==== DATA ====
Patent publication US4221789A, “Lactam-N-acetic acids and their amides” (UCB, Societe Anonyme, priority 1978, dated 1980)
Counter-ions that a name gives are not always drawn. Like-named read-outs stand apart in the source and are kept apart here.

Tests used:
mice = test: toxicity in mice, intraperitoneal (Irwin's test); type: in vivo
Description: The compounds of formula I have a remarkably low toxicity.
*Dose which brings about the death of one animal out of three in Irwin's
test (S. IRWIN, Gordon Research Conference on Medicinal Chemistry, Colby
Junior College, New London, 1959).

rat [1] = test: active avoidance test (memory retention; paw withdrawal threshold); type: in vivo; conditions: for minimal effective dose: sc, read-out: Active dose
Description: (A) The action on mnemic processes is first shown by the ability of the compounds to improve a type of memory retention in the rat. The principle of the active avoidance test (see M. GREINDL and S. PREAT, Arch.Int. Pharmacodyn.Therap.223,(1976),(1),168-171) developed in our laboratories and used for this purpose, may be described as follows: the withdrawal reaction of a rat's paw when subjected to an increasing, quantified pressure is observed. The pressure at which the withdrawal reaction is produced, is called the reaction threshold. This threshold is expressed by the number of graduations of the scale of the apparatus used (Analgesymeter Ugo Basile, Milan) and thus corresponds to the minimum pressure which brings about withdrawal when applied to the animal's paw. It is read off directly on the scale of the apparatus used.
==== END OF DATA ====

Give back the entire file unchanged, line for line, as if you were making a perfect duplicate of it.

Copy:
Patent publication US4221789A, “Lactam-N-acetic acids and their amides” (UCB, Societe Anonyme, priority 1978, dated 1980)
Counter-ions that a name gives are not always drawn. Like-named read-outs stand apart in the source and are kept apart here.

Tests used:
mice = test: toxicity in mice, intraperitoneal (Irwin's test); type: in vivo
Description: The compounds of formula I have a remarkably low toxicity.
*Dose which brings about the death of one animal out of three in Irwin's
test (S. IRWIN, Gordon Research Conference on Medicinal Chemistry, Colby
Junior College, New London, 1959).

rat [1] = test: active avoidance test (memory retention; paw withdrawal threshold); type: in vivo; conditions: for minimal effective dose: sc, read-out: Active dose
Description: (A) The action on mnemic processes is first shown by the ability of the compounds to improve a type of memory retention in the rat. The principle of the active avoidance test (see M. GREINDL and S. PREAT, Arch.Int. Pharmacodyn.Therap.223,(1976),(1),168-171) developed in our laboratories and used for this purpose, may be described as follows: the withdrawal reaction of a rat's paw when subjected to an increasing, quantified pressure is observed. The pressure at which the withdrawal reaction is produced, is called the reaction threshold. This threshold is expressed by the number of graduations of the scale of the apparatus used (Analgesymeter Ugo Basile, Milan) and thus corresponds to the minimum pressure which brings about withdrawal when applied to the animal's paw. It is read off directly on the scale of the apparatus used.